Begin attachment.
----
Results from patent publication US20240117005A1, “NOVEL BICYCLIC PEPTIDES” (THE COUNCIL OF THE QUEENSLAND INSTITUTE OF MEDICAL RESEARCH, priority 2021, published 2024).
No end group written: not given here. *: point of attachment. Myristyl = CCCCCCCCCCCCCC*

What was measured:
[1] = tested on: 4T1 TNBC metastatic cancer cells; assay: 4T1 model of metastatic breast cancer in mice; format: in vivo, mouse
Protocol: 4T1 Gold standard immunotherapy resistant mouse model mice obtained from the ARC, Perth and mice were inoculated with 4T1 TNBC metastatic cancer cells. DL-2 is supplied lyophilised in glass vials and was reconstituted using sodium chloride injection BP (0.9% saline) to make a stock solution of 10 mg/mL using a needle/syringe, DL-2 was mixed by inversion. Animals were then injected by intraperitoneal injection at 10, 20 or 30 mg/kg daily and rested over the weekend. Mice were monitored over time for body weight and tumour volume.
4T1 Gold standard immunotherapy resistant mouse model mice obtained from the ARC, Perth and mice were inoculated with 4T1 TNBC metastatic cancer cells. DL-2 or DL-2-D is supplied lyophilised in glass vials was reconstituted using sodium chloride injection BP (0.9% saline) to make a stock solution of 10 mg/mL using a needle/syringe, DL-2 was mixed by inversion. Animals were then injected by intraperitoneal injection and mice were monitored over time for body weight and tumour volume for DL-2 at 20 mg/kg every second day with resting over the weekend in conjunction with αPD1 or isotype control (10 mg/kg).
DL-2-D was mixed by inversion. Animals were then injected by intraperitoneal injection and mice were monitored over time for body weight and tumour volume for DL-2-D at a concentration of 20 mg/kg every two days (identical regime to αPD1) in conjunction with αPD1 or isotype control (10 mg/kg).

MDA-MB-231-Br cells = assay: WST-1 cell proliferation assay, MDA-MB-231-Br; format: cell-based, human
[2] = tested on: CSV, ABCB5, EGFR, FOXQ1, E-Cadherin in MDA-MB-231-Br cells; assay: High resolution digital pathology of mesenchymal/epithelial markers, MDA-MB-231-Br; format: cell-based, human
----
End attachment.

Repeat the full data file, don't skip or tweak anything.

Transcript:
Results from patent publication US20240117005A1, “NOVEL BICYCLIC PEPTIDES” (THE COUNCIL OF THE QUEENSLAND INSTITUTE OF MEDICAL RESEARCH, priority 2021, published 2024).
No end group written: not given here. *: point of attachment. Myristyl = CCCCCCCCCCCCCC*

What was measured:
[1] = tested on: 4T1 TNBC metastatic cancer cells; assay: 4T1 model of metastatic breast cancer in mice; format: in vivo, mouse
Protocol: 4T1 Gold standard immunotherapy resistant mouse model mice obtained from the ARC, Perth and mice were inoculated with 4T1 TNBC metastatic cancer cells. DL-2 is supplied lyophilised in glass vials and was reconstituted using sodium chloride injection BP (0.9% saline) to make a stock solution of 10 mg/mL using a needle/syringe, DL-2 was mixed by inversion. Animals were then injected by intraperitoneal injection at 10, 20 or 30 mg/kg daily and rested over the weekend. Mice were monitored over time for body weight and tumour volume.
4T1 Gold standard immunotherapy resistant mouse model mice obtained from the ARC, Perth and mice were inoculated with 4T1 TNBC metastatic cancer cells. DL-2 or DL-2-D is supplied lyophilised in glass vials was reconstituted using sodium chloride injection BP (0.9% saline) to make a stock solution of 10 mg/mL using a needle/syringe, DL-2 was mixed by inversion. Animals were then injected by intraperitoneal injection and mice were monitored over time for body weight and tumour volume for DL-2 at 20 mg/kg every second day with resting over the weekend in conjunction with αPD1 or isotype control (10 mg/kg).
DL-2-D was mixed by inversion. Animals were then injected by intraperitoneal injection and mice were monitored over time for body weight and tumour volume for DL-2-D at a concentration of 20 mg/kg every two days (identical regime to αPD1) in conjunction with αPD1 or isotype control (10 mg/kg).

MDA-MB-231-Br cells = assay: WST-1 cell proliferation assay, MDA-MB-231-Br; format: cell-based, human
[2] = tested on: CSV, ABCB5, EGFR, FOXQ1, E-Cadherin in MDA-MB-231-Br cells; assay: High resolution digital pathology of mesenchymal/epithelial markers, MDA-MB-231-Br; format: cell-based, human